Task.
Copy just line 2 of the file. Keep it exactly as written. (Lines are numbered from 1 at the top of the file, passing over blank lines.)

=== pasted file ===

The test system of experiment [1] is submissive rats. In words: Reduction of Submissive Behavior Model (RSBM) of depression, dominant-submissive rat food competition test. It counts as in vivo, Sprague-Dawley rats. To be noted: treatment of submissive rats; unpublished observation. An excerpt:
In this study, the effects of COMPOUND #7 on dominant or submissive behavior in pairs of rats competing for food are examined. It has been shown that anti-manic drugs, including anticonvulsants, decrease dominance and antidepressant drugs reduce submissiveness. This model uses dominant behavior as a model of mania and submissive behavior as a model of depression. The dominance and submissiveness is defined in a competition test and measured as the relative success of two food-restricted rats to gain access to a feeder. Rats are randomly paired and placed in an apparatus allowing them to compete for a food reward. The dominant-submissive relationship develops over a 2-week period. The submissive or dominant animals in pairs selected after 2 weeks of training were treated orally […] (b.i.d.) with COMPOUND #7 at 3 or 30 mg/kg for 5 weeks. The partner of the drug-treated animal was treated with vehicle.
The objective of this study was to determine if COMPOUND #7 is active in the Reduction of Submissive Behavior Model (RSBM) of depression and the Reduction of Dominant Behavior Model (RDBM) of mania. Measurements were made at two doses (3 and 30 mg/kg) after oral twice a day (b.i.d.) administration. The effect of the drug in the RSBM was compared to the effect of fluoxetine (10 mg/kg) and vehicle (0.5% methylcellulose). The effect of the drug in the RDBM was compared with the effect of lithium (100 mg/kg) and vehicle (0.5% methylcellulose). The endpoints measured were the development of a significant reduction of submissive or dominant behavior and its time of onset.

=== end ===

In this study, the effects of COMPOUND #7 on dominant or submissive behavior in pairs of rats competing for food are examined. It has been shown that anti-manic drugs, including anticonvulsants, decrease dominance and antidepressant drugs reduce submissiveness. This model uses dominant behavior as a model of mania and submissive behavior as a model of depression. The dominance and submissiveness is defined in a competition test and measured as the relative success of two food-restricted rats to gain access to a feeder. Rats are randomly paired and placed in an apparatus allowing them to compete for a food reward. The dominant-submissive relationship develops over a 2-week period. The submissive or dominant animals in pairs selected after 2 weeks of training were treated orally […] (b.i.d.) with COMPOUND #7 at 3 or 30 mg/kg for 5 weeks. The partner of the drug-treated animal was treated with vehicle.